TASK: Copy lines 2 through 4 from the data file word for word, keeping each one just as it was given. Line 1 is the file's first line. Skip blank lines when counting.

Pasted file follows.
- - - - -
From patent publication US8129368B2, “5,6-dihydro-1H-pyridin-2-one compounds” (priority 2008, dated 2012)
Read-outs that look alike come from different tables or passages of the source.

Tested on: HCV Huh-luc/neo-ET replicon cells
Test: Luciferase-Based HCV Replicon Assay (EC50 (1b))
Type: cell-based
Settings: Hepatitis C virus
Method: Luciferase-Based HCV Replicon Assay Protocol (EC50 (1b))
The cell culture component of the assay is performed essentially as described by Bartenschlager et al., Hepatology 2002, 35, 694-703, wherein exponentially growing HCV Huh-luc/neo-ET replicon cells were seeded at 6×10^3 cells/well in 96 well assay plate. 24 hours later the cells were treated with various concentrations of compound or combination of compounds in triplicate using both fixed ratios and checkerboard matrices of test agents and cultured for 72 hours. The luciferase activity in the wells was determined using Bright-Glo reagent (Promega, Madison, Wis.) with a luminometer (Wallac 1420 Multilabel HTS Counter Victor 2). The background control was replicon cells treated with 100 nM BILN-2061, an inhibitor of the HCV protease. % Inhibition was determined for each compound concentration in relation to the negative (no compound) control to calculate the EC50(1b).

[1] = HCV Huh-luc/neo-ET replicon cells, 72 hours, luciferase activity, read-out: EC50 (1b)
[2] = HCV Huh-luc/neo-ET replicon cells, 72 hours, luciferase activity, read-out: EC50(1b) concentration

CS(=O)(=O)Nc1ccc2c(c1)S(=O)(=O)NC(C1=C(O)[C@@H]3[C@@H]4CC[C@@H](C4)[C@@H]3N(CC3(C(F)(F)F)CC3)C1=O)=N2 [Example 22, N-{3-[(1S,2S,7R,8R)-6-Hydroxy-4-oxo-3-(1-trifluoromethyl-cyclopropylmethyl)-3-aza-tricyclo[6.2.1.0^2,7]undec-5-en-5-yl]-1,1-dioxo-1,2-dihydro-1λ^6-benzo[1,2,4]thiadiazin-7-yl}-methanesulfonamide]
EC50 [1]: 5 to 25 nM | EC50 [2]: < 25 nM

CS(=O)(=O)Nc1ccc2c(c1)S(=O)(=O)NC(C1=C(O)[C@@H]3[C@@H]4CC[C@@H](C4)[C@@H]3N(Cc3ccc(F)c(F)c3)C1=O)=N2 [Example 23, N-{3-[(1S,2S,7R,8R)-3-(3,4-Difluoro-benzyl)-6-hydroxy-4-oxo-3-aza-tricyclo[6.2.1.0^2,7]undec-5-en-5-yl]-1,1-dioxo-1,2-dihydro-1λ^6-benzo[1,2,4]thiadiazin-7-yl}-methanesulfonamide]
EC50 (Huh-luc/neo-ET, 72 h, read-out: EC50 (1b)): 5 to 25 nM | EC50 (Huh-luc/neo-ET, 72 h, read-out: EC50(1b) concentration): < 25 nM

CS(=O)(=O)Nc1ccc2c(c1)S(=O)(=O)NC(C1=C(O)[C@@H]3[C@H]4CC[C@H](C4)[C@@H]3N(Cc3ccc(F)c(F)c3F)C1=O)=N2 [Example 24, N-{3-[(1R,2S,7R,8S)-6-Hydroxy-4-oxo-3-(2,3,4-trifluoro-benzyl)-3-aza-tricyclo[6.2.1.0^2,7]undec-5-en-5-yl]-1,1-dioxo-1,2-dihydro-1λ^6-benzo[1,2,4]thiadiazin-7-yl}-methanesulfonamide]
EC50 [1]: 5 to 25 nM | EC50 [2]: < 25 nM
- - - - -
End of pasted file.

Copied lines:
Read-outs that look alike come from different tables or passages of the source.

Tested on: HCV Huh-luc/neo-ET replicon cells
Test: Luciferase-Based HCV Replicon Assay (EC50 (1b))